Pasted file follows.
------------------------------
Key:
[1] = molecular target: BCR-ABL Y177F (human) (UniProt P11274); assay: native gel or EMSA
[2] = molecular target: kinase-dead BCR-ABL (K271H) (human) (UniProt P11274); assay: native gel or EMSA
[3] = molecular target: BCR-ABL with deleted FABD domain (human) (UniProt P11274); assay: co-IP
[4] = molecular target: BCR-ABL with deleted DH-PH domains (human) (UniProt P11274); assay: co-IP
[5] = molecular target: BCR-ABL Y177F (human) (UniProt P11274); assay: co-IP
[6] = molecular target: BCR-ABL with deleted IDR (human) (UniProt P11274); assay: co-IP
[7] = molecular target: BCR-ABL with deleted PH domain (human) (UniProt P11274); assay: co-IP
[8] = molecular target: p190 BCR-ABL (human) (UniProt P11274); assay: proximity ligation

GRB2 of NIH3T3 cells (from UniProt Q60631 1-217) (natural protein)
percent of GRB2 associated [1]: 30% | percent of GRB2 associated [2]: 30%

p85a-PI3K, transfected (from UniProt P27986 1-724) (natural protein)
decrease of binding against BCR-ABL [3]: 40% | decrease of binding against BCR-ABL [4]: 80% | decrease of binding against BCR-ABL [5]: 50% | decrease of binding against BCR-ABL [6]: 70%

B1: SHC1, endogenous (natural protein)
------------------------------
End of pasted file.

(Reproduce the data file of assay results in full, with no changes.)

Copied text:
Key:
[1] = molecular target: BCR-ABL Y177F (human) (UniProt P11274); assay: native gel or EMSA
[2] = molecular target: kinase-dead BCR-ABL (K271H) (human) (UniProt P11274); assay: native gel or EMSA
[3] = molecular target: BCR-ABL with deleted FABD domain (human) (UniProt P11274); assay: co-IP
[4] = molecular target: BCR-ABL with deleted DH-PH domains (human) (UniProt P11274); assay: co-IP
[5] = molecular target: BCR-ABL Y177F (human) (UniProt P11274); assay: co-IP
[6] = molecular target: BCR-ABL with deleted IDR (human) (UniProt P11274); assay: co-IP
[7] = molecular target: BCR-ABL with deleted PH domain (human) (UniProt P11274); assay: co-IP
[8] = molecular target: p190 BCR-ABL (human) (UniProt P11274); assay: proximity ligation

GRB2 of NIH3T3 cells (from UniProt Q60631 1-217) (natural protein)
percent of GRB2 associated [1]: 30% | percent of GRB2 associated [2]: 30%

p85a-PI3K, transfected (from UniProt P27986 1-724) (natural protein)
decrease of binding against BCR-ABL [3]: 40% | decrease of binding against BCR-ABL [4]: 80% | decrease of binding against BCR-ABL [5]: 50% | decrease of binding against BCR-ABL [6]: 70%

B1: SHC1, endogenous (natural protein)